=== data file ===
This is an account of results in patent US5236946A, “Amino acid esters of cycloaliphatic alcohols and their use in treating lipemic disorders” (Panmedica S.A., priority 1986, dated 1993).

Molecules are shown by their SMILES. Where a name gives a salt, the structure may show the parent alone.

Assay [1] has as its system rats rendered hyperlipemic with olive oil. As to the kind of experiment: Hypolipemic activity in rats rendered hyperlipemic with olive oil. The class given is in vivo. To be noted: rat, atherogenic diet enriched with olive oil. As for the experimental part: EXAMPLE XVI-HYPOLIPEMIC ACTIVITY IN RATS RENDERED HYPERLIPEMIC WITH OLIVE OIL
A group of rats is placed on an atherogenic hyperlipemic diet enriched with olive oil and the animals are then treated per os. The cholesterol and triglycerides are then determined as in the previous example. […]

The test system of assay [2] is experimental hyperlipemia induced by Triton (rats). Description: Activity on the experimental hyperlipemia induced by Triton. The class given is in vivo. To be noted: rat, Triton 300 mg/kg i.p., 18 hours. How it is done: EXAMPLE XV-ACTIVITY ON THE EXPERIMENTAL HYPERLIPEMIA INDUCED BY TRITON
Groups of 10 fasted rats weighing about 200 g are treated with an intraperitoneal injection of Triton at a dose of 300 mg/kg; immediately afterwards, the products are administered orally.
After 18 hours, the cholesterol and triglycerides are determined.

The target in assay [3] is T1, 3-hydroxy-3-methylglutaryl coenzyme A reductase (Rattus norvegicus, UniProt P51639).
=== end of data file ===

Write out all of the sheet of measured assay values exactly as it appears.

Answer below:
This is an account of results in patent US5236946A, “Amino acid esters of cycloaliphatic alcohols and their use in treating lipemic disorders” (Panmedica S.A., priority 1986, dated 1993).

Molecules are shown by their SMILES. Where a name gives a salt, the structure may show the parent alone.

Assay [1] has as its system rats rendered hyperlipemic with olive oil. As to the kind of experiment: Hypolipemic activity in rats rendered hyperlipemic with olive oil. The class given is in vivo. To be noted: rat, atherogenic diet enriched with olive oil. As for the experimental part: EXAMPLE XVI-HYPOLIPEMIC ACTIVITY IN RATS RENDERED HYPERLIPEMIC WITH OLIVE OIL
A group of rats is placed on an atherogenic hyperlipemic diet enriched with olive oil and the animals are then treated per os. The cholesterol and triglycerides are then determined as in the previous example. […]

The test system of assay [2] is experimental hyperlipemia induced by Triton (rats). Description: Activity on the experimental hyperlipemia induced by Triton. The class given is in vivo. To be noted: rat, Triton 300 mg/kg i.p., 18 hours. How it is done: EXAMPLE XV-ACTIVITY ON THE EXPERIMENTAL HYPERLIPEMIA INDUCED BY TRITON
Groups of 10 fasted rats weighing about 200 g are treated with an intraperitoneal injection of Triton at a dose of 300 mg/kg; immediately afterwards, the products are administered orally.
After 18 hours, the cholesterol and triglycerides are determined.

The target in assay [3] is T1, 3-hydroxy-3-methylglutaryl coenzyme A reductase (Rattus norvegicus, UniProt P51639).